Paul Routledge – Out of the cage
IT WAS all William Hagueâ€™s fault, as usual. He promised, General Macarthur-style: â€œWe shall returnâ€ to Blackpool, merely because Labour had abandoned the resort of the masses for the lures of metropolitan Manchester.
So the Tories had to shlep all the way to the Winter Gardens for one last time, in the questionable hope that David Cameron would repeat his barnstorming performance of 2005 that won him the Conservative leadership.
His promise of a â€œnew politicsâ€ â€“ which brought a New Conservative Party dangerously close â€“ got representatives to their feet, but is not reverberating through the country to the same degree. Considering how pragmatic the Tories are, ludicrously heavy expectations were placed on the frail craft of the leaderâ€™s speech. One hour of Dave on his hind legs was never going to deliver them from the great clunking fist.
Members of the Shadow Cabinet who gathered on opening night for a soirÃ©e with the Westminster lobby talked only of the â€œpossibilityâ€ of a Conservative victory when Gordon Brown goes to the polls. Their private misgivings gave the lie to Cameronâ€™s blustering talk of a â€œfightbackâ€.
Lord Ashcroft, the partyâ€™s bankroller, was evasive about how the Tories would spend their Â£10 million war chest. But his self-praise for the last election strategy of targeting money on the key marginals was a clear signal that millions will be channelled in this direction. Ivan Henderson (the Labour victim at Harwich), Peter Bradley (ditto The Wrekin), Andy King (Rugby) and a host of others bear testimony to the effectiveness of Ashcroftâ€™s acumen.
Belatedly, the unions are waking up to the virtue of targeted spending. I expect the arrival of Charlie Whelan as political director â€“ director? come on, comrade! â€“ to super-union Unite to accelerate this process.
But back to the Golden Mile. Cameron was noticeably more ill at ease than his previous Old Etonian dapperness. Heâ€™s lost a lot of weight and has â€œfret bagsâ€ under his eyes. He is clearly apprehensive about his future â€“ and with good reason. The sharks are circling in the water. While William Hague remains the obvious retread candidate, Liam Fox, the self-appointed hard man of the right, was putting himself about on the fringe with an energy that prompted suspicions about his leadership ambitions.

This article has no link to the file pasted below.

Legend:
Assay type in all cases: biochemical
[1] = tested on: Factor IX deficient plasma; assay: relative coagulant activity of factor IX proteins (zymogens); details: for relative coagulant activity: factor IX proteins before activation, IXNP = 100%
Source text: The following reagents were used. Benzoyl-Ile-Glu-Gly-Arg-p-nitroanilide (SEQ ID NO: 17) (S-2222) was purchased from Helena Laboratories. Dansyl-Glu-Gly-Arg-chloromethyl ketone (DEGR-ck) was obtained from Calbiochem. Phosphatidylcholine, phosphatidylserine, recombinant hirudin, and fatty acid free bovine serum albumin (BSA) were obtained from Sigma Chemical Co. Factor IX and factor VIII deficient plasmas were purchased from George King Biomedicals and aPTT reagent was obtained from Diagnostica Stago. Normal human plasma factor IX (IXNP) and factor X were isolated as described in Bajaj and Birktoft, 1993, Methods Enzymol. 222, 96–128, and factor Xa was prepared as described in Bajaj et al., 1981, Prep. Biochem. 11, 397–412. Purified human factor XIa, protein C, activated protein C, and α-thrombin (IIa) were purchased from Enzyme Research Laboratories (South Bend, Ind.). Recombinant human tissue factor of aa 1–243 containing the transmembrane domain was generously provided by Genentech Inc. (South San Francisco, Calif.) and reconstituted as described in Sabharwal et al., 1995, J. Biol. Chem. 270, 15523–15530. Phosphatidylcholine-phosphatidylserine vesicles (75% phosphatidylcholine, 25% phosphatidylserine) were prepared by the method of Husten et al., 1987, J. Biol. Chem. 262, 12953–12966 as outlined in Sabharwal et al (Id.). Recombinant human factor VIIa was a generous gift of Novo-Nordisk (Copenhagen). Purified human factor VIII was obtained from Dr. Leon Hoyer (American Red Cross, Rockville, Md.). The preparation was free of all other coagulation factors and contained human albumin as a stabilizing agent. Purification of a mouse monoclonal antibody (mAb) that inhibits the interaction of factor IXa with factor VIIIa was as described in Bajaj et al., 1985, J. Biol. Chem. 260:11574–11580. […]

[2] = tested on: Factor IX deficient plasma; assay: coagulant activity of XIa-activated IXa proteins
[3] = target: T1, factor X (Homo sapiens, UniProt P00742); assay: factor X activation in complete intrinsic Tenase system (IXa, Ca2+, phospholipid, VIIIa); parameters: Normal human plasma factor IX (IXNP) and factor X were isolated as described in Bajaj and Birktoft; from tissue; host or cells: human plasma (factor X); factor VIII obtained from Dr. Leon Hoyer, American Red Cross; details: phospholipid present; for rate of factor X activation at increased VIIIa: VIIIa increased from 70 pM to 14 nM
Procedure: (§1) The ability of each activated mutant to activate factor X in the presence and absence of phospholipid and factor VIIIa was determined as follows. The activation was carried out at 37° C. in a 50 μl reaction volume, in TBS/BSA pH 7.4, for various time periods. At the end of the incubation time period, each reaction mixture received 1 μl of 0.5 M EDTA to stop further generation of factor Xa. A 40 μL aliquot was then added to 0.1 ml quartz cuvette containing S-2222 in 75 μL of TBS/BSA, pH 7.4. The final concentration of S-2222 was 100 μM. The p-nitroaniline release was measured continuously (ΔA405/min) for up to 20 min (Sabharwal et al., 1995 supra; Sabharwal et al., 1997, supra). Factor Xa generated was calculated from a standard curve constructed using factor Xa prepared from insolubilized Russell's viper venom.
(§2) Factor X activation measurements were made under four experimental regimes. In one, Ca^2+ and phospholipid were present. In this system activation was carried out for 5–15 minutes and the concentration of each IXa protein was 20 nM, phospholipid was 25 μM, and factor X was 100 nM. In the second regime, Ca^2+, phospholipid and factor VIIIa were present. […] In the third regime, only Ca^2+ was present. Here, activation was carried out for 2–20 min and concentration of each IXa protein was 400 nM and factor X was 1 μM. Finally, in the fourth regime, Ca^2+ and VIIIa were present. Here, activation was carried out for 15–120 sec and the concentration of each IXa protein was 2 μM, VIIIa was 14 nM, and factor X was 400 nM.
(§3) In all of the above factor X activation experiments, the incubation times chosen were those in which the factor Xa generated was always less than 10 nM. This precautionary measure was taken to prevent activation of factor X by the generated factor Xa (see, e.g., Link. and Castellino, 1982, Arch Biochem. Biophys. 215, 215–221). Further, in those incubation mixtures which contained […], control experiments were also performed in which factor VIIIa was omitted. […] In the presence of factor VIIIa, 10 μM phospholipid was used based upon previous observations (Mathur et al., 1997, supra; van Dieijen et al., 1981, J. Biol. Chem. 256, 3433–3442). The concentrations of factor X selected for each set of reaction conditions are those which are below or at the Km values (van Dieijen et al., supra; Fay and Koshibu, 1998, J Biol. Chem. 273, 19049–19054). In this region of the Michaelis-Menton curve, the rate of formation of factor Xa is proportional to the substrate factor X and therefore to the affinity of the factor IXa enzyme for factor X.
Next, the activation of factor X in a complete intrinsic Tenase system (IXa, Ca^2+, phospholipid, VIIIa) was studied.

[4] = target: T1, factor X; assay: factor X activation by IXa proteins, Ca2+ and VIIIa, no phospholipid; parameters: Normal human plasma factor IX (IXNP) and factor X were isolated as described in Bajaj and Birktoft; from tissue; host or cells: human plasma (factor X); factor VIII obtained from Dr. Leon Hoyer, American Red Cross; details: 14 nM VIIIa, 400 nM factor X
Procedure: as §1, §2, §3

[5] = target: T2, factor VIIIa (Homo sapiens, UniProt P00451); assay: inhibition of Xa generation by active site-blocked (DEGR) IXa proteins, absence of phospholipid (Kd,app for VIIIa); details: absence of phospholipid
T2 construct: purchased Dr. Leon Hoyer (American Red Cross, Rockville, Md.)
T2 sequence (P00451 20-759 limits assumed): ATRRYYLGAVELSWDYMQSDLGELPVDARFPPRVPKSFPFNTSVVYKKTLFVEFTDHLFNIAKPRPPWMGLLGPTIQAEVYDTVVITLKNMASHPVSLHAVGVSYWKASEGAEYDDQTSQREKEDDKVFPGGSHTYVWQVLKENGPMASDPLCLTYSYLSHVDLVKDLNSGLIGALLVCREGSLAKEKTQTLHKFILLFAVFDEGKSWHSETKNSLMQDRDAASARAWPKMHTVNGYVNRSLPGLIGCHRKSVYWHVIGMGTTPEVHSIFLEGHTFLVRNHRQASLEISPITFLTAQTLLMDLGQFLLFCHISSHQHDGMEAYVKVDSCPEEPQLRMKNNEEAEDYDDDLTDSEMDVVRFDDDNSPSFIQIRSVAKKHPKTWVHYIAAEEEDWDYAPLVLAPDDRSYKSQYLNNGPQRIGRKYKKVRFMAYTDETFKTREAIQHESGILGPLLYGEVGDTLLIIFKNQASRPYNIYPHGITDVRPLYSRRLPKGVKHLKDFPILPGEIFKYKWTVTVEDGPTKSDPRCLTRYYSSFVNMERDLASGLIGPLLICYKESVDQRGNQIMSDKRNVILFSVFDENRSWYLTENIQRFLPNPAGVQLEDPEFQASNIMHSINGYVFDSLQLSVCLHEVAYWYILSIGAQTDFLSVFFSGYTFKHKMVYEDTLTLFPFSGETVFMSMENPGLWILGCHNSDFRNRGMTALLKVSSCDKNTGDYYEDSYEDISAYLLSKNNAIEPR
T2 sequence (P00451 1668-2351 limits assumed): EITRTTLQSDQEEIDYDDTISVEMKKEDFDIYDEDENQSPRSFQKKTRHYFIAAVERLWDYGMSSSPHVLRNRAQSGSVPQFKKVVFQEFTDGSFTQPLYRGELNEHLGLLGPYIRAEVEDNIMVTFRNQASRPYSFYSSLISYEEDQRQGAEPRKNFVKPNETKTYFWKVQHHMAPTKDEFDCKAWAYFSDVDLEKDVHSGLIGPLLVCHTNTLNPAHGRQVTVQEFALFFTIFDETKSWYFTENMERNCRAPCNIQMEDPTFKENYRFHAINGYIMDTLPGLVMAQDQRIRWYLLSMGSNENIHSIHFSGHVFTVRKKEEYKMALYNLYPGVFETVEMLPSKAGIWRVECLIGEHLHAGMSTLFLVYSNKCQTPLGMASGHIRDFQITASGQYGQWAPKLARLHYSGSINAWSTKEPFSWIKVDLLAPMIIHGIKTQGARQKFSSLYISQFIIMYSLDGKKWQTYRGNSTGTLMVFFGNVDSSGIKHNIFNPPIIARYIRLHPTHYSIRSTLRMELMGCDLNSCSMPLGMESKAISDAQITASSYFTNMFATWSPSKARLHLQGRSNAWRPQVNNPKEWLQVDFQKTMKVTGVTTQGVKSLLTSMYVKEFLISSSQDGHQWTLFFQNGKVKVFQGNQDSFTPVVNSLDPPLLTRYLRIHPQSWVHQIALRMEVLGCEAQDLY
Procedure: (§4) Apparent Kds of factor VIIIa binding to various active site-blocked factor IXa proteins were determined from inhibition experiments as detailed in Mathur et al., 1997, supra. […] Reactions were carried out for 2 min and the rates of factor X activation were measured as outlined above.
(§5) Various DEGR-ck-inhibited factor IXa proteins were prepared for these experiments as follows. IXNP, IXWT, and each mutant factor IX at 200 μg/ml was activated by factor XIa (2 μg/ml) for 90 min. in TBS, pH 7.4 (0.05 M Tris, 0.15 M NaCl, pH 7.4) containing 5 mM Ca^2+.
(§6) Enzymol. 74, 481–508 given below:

There are even doubts about the loyalty of George Osborne, who threw the red meat of tax cuts to conference and denounced (with more meaning than grammatical accuracy) the â€œuber-modernisersâ€ in the party. Is there a Cameron versus Osborne conflict springing up, to rival the Brown versus Blair show that ran for 10 years? Intriguing.
IT MUST be conceded, however, that the Tory conference fringe was more lively than Labourâ€™s in Bournemouth â€“ in size, if nothing else. I counted 112 events on one day alone.
You could sip champagne with swivel-eyed right-wing nutters who found the only smoking terrace in Blackpool â€“ at the Hilton â€“ to celebrate the eternal freedom of fags, or be bored to tears by the Eurosceptic Bruges Group. Apart from the Cameron Question, the issue on everybodyâ€™s lips was Labourâ€™s refusal to hold a referendum on the upcoming Lisbon Treaty.
I suppose itâ€™s much easier to entertain a wide spectrum of opinions when you are in opposition. If a minister makes an injudicious remark on the fringe, it is immediately inflated to a split in government. Tory spokesmen can promise their followers the earth because they are unlikely to inherit it.
Inside the conference hall, smaller numbers were this year exaggerated by clever raised seating, backed by ghastly swathes of black sheeting. The attempt to create an aura of professionality was dented, on the first day, by the failure of the sound system. An engineer who counted from one to 10 at the rostrum 100 times (it felt like that) was voted by old hands as the best speech of the day. Heâ€™s been booked again for next year â€“ the next best thing to Paul McKenna, by common consent.
And this is definitely the last time we will be going to Blackpool for a major party conference. The town itself has seen better days and rail services are worse than the steam train era. Representatives complained about horrendous delays, and sandwiches running out at Milton Keynes. Well, they would, wouldnâ€™t, they?
ANOTHER conference balls-up. The Parliamentary Beer Group held its bash in a pub with no beer. Well, almost. Certainly, there was no real ale, unless you count thimble-sized glasses of a bottled brew. And this body is supposed to champion the real stuff.
The blame for this parlous state of affairs must be laid at the taproom door of Beer Group leader Nigel Evans, Tory MP for nearby Ribble Valley. He organises the annual event, with varying measures of success. And he wants to run the country.
Your correspondent made an excuse and left.